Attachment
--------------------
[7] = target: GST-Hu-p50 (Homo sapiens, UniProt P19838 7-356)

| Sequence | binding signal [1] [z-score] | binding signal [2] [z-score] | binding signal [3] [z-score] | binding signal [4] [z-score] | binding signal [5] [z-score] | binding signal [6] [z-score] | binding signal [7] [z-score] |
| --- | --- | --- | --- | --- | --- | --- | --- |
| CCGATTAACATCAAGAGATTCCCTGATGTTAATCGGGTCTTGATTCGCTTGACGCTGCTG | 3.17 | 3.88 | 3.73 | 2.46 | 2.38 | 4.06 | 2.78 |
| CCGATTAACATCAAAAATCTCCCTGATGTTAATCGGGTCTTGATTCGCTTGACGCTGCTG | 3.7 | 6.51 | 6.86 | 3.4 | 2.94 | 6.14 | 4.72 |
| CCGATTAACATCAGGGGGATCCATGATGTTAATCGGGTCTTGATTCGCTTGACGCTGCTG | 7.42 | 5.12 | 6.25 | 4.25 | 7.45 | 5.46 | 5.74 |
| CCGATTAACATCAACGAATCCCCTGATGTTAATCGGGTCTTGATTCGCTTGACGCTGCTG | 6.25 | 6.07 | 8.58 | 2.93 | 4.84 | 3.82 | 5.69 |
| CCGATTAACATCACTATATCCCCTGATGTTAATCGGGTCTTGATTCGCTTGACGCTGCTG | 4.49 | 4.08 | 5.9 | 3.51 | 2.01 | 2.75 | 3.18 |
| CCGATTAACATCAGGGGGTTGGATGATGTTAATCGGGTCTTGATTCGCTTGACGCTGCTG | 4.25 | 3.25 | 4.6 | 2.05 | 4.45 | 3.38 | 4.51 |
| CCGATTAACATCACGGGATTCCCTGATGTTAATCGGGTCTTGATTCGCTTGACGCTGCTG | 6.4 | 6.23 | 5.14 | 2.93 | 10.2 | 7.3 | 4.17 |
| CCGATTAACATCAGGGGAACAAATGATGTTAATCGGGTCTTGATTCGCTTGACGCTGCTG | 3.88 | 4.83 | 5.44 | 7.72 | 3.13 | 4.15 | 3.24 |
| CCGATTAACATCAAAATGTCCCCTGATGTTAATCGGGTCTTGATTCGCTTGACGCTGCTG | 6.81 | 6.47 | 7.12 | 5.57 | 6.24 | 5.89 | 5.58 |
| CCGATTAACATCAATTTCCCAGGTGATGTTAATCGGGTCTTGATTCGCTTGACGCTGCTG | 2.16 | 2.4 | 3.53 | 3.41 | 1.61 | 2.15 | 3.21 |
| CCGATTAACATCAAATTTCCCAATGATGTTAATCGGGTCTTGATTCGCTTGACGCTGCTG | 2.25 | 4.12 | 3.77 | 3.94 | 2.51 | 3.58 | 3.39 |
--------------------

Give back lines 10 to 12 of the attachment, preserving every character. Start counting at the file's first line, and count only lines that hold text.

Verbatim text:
| CCGATTAACATCACGGGATTCCCTGATGTTAATCGGGTCTTGATTCGCTTGACGCTGCTG | 6.4 | 6.23 | 5.14 | 2.93 | 10.2 | 7.3 | 4.17 |
| CCGATTAACATCAGGGGAACAAATGATGTTAATCGGGTCTTGATTCGCTTGACGCTGCTG | 3.88 | 4.83 | 5.44 | 7.72 | 3.13 | 4.15 | 3.24 |
| CCGATTAACATCAAAATGTCCCCTGATGTTAATCGGGTCTTGATTCGCTTGACGCTGCTG | 6.81 | 6.47 | 7.12 | 5.57 | 6.24 | 5.89 | 5.58 |